August 25th 2018
I am sorry to announce that the workshop I was intending to organize in the playground behind the palissade is cancelled.
When I visited Longtang in March, walking through its elongated space, I was struck by this very familiar image: the wooden palissade facing the west side of the pavilion, that encloses a 200 square meter DIY playground for the children of the neighbourhood is a beautiful cliché.
This isn’t your regular picket fence as depicted in the grotesque wood carvings of the Dolomites, nor is it exactly like the fence of Tom Sawyer and Huckleberry Finn. This palissade is a fac-simile of how palisades were depicted in late 19th century press illustrations, and early 20th century comic strips. The kind Paris had in the thousands in 1888 as a result of Georges-Eugène Haussmann’s Gigantic urban redevelopment that brought us the modern police-friendly city we know today.
The palissade is the physical and legal threshold between the street and the private lots waiting to be constructed. Advertising posters for the emerging bourgeoise on one side, underground society on the other. Kids, homeless people, prostitutes, criminals. And nowhere else than in Montmartre were they more welcome. Up there, the palissade is both a piece of the charming country side surrounding the mills, and a symbol of its poverty.
The palissade will become a graphical icon found in comics throughout the 20th century, mostly depicting anarchistic figures of young people playing and hiding from the police.
When I spoke to Steven, who built the palisade and runs the Robinson playground behind it, he told me that the random cuts at the top of each boards are a technique to prevent rain-water from rotting the wood, but they enjoyed designing several random shapes.
My intention was to animate a workshop during my residency here, maybe to create comic books with the kids or something. But then all the children were on holiday except for this one kid who just didn’t care for my pedagogical methodology, and the teenagers smoking weed outside the space.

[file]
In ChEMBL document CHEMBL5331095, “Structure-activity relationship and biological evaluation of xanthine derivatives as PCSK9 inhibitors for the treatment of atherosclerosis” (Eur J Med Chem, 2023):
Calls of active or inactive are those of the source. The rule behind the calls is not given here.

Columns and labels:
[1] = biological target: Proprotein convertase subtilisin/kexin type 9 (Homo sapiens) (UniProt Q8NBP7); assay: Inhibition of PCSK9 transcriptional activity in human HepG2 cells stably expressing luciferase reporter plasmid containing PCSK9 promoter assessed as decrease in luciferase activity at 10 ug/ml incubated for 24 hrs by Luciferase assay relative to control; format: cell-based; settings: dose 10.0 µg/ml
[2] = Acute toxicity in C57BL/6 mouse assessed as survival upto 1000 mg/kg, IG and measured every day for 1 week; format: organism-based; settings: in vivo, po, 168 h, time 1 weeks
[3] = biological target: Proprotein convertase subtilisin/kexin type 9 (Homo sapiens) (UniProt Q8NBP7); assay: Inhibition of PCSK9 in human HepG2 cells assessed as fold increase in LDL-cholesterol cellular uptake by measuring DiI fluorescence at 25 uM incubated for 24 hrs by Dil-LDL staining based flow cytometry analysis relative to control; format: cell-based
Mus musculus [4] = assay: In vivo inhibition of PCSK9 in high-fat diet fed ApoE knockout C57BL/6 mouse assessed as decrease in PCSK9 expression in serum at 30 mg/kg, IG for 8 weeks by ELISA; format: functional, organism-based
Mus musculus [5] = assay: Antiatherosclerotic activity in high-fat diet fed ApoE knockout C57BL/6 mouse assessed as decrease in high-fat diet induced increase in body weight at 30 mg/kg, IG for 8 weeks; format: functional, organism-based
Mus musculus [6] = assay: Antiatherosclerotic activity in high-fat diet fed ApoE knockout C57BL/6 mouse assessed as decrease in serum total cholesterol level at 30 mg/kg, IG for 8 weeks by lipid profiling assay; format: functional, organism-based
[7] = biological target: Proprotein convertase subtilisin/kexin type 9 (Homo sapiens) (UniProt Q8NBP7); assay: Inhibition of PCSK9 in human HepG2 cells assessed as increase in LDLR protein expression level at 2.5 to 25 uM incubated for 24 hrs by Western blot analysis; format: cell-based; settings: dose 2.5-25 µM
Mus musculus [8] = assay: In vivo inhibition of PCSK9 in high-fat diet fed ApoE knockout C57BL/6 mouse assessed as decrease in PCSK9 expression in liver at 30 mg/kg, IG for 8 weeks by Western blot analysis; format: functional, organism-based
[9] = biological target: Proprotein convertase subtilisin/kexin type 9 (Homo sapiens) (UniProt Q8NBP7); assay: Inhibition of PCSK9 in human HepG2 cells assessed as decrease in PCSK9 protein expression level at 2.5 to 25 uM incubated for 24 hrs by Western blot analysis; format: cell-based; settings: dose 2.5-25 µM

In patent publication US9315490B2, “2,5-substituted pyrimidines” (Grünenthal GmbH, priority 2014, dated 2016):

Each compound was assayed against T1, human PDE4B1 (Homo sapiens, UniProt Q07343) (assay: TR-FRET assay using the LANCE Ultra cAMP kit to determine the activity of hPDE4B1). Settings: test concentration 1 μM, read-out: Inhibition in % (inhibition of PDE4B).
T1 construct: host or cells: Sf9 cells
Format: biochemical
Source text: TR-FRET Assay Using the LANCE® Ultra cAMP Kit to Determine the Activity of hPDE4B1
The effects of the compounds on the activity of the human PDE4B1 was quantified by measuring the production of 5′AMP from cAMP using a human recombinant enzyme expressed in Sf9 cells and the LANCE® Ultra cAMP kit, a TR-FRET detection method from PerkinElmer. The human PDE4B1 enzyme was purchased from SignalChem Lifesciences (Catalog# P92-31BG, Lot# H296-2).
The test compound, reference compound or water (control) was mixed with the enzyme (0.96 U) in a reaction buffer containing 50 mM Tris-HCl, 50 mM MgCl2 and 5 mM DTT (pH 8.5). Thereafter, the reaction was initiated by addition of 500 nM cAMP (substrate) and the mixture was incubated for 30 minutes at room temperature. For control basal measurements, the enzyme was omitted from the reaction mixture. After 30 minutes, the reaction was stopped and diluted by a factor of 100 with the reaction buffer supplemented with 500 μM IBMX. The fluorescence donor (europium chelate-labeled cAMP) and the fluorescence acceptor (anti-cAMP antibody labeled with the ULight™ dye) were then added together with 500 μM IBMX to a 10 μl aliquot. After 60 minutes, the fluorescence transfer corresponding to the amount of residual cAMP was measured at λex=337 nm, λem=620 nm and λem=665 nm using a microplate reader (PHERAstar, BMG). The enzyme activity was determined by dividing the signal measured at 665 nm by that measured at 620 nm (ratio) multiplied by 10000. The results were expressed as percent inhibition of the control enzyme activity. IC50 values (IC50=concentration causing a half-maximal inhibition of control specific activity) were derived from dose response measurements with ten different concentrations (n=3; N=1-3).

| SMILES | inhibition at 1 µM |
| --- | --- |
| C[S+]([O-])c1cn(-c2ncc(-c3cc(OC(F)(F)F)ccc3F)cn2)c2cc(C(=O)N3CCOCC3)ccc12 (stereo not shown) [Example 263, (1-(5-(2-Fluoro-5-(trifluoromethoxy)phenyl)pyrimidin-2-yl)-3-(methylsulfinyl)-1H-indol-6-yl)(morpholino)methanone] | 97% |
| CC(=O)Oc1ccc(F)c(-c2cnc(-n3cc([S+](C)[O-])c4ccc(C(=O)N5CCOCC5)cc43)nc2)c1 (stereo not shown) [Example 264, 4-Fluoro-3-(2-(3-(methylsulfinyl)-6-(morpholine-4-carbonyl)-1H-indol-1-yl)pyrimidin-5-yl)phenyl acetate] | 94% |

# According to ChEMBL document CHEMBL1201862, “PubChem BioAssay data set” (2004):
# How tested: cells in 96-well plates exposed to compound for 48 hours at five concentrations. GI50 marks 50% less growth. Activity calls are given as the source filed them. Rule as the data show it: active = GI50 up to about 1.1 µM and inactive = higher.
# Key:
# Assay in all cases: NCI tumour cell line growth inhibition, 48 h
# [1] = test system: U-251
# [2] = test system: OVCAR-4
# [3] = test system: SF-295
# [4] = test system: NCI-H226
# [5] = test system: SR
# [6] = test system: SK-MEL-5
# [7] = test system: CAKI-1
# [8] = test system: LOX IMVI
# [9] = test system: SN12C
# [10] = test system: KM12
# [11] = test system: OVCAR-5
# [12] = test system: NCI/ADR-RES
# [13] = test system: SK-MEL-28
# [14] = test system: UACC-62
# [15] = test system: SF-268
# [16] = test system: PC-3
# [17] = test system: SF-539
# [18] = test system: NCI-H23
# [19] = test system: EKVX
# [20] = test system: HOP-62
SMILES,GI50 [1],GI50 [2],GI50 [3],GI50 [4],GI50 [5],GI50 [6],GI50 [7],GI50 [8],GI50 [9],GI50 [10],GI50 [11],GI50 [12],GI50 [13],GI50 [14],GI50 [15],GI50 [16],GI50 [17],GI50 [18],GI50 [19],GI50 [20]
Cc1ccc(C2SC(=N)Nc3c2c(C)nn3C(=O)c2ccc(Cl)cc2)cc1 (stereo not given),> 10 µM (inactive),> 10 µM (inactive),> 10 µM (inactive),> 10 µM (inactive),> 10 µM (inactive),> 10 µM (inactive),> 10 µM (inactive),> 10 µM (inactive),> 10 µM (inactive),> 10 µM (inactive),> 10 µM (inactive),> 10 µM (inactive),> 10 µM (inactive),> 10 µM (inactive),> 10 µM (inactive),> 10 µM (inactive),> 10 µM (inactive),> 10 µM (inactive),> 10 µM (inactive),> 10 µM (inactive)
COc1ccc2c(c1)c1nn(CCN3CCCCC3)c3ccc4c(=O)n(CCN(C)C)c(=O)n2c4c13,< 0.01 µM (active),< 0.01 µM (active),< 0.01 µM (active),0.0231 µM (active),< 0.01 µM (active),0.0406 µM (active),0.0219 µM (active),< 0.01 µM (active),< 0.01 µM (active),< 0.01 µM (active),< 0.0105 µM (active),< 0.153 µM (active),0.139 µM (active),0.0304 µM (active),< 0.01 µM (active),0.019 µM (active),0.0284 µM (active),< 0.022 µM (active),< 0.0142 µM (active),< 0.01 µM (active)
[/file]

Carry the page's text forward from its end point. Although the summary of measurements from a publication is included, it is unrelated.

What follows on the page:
So I don’t know who stole my toupee, nor who graffitied the palissade, but please give me back my toupee
Mathis Collins, Éducateur
August 30th, 2018
Thank you for your writing.
As I understand it, the idea of the workshop came from a desire for an exchange and interaction in combination with your enwrought artistic and educational interest. In this case, triggered by Longtang’s involvement and inclusion in its hosting infrastructure and the direct neighbourhood to mentioned playground, separated by a wooden fence. Your formal and substantial interest in the wooden fence and its political sphere is hence, accompanied by the narrative of ‚The Yellow Kid‘ (the predecessor of the eponymous yellow press), lending the leitmotif for your Éducateur works in bas-relief.
The workshop’s cancellation reveals a dialectical movement in which you respond with the Éducateur carvings, as a kind of reflection of potential reactions or situations that failed to materialise and therefore remain fictitious. It would be going too far to name this a form of learning process. But if learning is understood as something unavailable and unpredictable, as something that dismisses the transmitter-receiver logic and which is contrary to what is assumed in times of verifiable skills, educational standards and output measurement, we could regard what you ‚inscribed‘ in wood, exactly as such.
It shows in your letter!
As has come to our undestanding, learning processes carry something resistant, can be provoked by crises that potentially cause the subject to re-establish itself (according to transformatory educational theories). Intending to evoke such moments as pedagogues or artists, the figure of the trickster suggest itself within a liminal game where orders, roles, attributions and meanings can be altered and re-written.
- It’s a joy to host you and your works here!